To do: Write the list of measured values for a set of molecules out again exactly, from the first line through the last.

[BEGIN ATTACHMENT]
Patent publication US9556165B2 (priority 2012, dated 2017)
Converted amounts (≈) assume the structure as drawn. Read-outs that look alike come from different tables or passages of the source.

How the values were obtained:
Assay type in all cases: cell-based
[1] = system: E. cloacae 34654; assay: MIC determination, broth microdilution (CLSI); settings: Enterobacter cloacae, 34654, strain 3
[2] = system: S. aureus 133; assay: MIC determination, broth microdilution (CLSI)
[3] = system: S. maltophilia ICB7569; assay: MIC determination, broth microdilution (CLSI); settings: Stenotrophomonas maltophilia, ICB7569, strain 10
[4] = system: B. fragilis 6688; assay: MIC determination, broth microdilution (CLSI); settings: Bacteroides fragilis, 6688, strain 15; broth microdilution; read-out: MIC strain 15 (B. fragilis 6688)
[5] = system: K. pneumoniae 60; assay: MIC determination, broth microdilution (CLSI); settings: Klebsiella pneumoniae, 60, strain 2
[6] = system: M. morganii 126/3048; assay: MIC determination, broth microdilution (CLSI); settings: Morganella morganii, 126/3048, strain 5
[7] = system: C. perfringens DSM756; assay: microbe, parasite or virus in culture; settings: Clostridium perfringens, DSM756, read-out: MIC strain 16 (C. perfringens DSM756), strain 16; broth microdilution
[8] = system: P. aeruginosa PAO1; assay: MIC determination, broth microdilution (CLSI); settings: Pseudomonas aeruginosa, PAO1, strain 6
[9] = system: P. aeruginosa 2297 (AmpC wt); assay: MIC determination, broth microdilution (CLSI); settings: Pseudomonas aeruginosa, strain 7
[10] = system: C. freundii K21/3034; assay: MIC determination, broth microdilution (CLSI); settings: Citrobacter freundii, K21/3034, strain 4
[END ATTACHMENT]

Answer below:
Patent publication US9556165B2 (priority 2012, dated 2017)
Converted amounts (≈) assume the structure as drawn. Read-outs that look alike come from different tables or passages of the source.

How the values were obtained:
Assay type in all cases: cell-based
[1] = system: E. cloacae 34654; assay: MIC determination, broth microdilution (CLSI); settings: Enterobacter cloacae, 34654, strain 3
[2] = system: S. aureus 133; assay: MIC determination, broth microdilution (CLSI)
[3] = system: S. maltophilia ICB7569; assay: MIC determination, broth microdilution (CLSI); settings: Stenotrophomonas maltophilia, ICB7569, strain 10
[4] = system: B. fragilis 6688; assay: MIC determination, broth microdilution (CLSI); settings: Bacteroides fragilis, 6688, strain 15; broth microdilution; read-out: MIC strain 15 (B. fragilis 6688)
[5] = system: K. pneumoniae 60; assay: MIC determination, broth microdilution (CLSI); settings: Klebsiella pneumoniae, 60, strain 2
[6] = system: M. morganii 126/3048; assay: MIC determination, broth microdilution (CLSI); settings: Morganella morganii, 126/3048, strain 5
[7] = system: C. perfringens DSM756; assay: microbe, parasite or virus in culture; settings: Clostridium perfringens, DSM756, read-out: MIC strain 16 (C. perfringens DSM756), strain 16; broth microdilution
[8] = system: P. aeruginosa PAO1; assay: MIC determination, broth microdilution (CLSI); settings: Pseudomonas aeruginosa, PAO1, strain 6
[9] = system: P. aeruginosa 2297 (AmpC wt); assay: MIC determination, broth microdilution (CLSI); settings: Pseudomonas aeruginosa, strain 7
[10] = system: C. freundii K21/3034; assay: MIC determination, broth microdilution (CLSI); settings: Citrobacter freundii, K21/3034, strain 4